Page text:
Deutsches Afrika Korps [DAK] Captured Equipment I

The DAK was far from being an elite unit in early 1941. Though fully motorized, both divisions sent to North Africa had many drawbacks. The first unit sent, 5.leichte Division, was a hotchpotch of different units designed to serve in a defensive role. The unit that followed, 21.Panzer Division, was an armoured division at nearly full strength, but had only recently been transformed from an infantry division and lacked any real experience of armoured warfare. These drawbacks did not overly concern the German Army High Command, the Oberkommando des Heeres (OKH), as it only sought to fight a delaying action in North Africa until the conclusion of Operation Barbarossa – the invasion of the Soviet Union. A limited attack aimed at regaining Cyrenaica was authorized, but only after 15.Panzer Division arrived and the German troops had been properly trained and acclimatized. A major assault against Egypt was not envisaged until after the war against the Soviet Union had been brought to a satisfactory conclusion, probably by the end of 1941.

Rommel’s bold sweep across Cyrenaica thwarted these plans, but the OKH could not adjust to the new reality as the Eastern Front was in desperate need of motor transport in general and mechanized troops in particular. Thus, in summer 1941 the DAK was stuck in a stalemate and, unsurprisingly, allowed the bare number of reinforcements by the OKH. The situation did not change much in 1942 despite Rommel’s second drive into Cyrenaica, as both Hitler and the OKH were still gravely concerned about the difficult situation on the Eastern Front. As a consequence the Mediterranean remained a sideshow, although there was an overall strategic plan. This involved an assault aimed at the seizure of the port of Tobruk, which was to be followed by an invasion of Malta with the aim of bringing the supply problems to an end.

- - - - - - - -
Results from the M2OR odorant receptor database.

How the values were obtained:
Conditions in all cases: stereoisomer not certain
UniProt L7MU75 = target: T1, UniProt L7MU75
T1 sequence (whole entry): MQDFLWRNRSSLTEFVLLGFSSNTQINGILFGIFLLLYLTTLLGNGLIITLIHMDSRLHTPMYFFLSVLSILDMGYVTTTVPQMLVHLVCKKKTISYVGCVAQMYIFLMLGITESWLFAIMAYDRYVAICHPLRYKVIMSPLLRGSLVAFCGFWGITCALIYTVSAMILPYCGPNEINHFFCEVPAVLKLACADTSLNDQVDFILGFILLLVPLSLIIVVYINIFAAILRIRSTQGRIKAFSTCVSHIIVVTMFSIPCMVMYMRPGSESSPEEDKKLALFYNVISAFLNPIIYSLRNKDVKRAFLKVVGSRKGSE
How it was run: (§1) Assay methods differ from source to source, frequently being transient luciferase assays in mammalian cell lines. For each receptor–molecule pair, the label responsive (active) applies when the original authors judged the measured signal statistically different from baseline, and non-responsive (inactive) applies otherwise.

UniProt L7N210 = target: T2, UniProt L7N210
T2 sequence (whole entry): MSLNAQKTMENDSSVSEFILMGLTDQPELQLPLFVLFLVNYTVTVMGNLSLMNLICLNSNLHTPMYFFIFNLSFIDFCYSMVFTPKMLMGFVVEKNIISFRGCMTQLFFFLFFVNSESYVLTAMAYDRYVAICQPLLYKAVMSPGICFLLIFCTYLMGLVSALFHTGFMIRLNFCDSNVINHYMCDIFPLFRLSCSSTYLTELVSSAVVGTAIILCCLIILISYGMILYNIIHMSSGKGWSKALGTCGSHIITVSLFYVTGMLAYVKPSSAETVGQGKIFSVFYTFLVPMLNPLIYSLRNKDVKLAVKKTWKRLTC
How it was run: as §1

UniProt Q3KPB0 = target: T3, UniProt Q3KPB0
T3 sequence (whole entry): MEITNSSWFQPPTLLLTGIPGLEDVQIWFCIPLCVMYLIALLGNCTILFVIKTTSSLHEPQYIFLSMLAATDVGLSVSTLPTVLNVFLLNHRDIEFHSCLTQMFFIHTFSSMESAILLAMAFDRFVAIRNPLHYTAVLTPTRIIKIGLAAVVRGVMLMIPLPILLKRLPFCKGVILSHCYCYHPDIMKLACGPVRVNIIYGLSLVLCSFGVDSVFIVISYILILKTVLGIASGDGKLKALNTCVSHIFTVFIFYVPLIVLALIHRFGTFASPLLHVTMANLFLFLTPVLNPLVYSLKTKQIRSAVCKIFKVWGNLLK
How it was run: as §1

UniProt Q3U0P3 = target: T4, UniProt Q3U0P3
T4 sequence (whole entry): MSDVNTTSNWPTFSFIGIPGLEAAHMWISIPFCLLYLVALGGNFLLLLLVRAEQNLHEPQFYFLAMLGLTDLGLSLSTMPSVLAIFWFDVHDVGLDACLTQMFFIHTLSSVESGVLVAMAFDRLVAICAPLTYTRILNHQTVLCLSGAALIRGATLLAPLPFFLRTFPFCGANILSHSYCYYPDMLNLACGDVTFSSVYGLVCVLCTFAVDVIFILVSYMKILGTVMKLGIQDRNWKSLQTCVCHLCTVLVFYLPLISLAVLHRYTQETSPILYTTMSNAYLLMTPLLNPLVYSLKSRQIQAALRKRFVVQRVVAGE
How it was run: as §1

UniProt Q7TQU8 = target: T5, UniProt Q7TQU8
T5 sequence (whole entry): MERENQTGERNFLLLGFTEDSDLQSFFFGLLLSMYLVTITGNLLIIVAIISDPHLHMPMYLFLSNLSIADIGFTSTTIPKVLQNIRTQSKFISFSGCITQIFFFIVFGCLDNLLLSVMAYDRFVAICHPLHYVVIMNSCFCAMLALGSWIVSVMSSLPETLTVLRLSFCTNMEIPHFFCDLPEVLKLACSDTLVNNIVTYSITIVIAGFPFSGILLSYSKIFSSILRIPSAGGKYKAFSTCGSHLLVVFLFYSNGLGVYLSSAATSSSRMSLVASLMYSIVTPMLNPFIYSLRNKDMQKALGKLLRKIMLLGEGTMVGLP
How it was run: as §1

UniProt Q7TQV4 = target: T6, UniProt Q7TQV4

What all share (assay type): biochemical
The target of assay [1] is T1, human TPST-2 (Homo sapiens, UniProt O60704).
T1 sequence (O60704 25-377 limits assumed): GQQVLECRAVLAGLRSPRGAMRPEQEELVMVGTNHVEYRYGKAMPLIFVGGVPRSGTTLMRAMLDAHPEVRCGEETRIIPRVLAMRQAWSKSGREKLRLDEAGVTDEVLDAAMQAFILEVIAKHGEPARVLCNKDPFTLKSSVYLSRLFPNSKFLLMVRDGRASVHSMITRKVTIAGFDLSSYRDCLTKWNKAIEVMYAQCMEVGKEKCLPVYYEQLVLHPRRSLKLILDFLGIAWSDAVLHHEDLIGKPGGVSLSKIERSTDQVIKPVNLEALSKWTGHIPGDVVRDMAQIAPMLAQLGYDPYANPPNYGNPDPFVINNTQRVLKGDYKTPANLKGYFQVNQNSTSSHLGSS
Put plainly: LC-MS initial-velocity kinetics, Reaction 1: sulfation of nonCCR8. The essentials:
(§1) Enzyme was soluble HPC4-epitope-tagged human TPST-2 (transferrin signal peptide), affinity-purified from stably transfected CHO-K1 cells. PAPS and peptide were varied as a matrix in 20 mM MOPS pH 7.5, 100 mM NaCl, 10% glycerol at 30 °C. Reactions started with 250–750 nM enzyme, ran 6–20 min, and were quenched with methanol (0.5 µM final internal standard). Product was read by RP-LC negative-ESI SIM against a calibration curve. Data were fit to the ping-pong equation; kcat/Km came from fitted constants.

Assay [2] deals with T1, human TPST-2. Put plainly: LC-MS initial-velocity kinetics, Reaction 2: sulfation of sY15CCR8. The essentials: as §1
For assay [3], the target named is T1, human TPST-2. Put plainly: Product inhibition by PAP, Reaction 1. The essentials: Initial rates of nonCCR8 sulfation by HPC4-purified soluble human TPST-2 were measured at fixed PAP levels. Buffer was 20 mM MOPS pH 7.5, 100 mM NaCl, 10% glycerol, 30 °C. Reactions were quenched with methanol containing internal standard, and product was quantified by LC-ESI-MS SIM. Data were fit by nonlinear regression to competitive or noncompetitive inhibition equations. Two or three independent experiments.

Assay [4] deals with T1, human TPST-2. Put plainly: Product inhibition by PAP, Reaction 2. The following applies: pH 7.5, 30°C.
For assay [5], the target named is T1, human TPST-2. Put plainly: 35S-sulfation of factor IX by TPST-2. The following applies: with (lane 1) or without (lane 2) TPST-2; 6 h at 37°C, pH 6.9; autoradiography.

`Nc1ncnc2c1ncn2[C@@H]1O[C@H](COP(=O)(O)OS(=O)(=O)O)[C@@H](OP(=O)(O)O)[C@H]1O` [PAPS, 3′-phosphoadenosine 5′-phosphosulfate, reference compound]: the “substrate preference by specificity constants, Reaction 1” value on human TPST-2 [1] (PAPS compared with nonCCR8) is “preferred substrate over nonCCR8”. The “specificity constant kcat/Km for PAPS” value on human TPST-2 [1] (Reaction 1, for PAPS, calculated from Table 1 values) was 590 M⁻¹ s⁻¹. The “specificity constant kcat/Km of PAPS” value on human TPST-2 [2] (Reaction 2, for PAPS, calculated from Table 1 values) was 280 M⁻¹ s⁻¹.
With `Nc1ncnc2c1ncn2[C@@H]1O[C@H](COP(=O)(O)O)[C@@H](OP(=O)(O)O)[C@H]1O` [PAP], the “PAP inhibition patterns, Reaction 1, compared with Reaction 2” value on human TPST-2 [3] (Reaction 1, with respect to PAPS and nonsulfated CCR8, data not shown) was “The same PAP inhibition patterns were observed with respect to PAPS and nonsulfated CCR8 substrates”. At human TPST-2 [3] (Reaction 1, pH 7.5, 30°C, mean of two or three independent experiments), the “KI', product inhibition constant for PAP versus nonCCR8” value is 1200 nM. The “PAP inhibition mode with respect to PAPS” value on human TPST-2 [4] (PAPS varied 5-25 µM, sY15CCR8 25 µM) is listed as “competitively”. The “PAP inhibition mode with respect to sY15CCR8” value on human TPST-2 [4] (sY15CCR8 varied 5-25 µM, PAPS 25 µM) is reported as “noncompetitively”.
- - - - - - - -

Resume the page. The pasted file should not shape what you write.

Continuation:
However, this plan did not take into account Rommel’s new advance, this time into Egypt. Although there were no significant reinforcements available for the OAK, the OKH did try to improve the quality of its weaponry. For the first time the German Army sought to make good its shortcomings using improved weaponry and better balanced combat units – the ‘fewer men, more weapons’ solution. However, Rommel’s unexpected successes at Gazala and Tobruk compelled Hitler to authorize a premature advance into Egypt. The result was that, by the end of July, for the first time a strained DAK faced a severe crisis and was in real danger of breaking down. As a consequence new reinforcements were brought in, although it was too little too late: having failed to break through the British defences at El Alamein, the DAK had no other choice but to stand on the defensive and wait for the enemy offensive to be unleashed.

Always under strength and plagued by a perennial lack of weapons, vehicles and supplies, the DAK was nevertheless in better shape than many other units of the German Army. In many cases its equipment included modern weapons that were not available in large quantities. Though lacking in numbers, in early 1941 its tank inventory did not include any of the obsolete Czech tanks that were used on a large scale against the Soviet Union. Also, in 1942 it was supplied with some of the most modern weapons available. All in all, the DAK often fielded more and better weapons, vehicles and equipment than many of the motorized units on the Eastern Front. Such an odd state of affairs was remarked on by the OKH which pointed out how DAK’s allocation of motor transport was 1/10th of that available for Barbarossa, while its actual strength was only 1/78th of the force committed to the invasion of the Soviet Union. A remarkable point that clearly shows how the DAK, in spite of its many shortcomings, established itself as an effective fighting force and a perfect prototype for fully motorized units.

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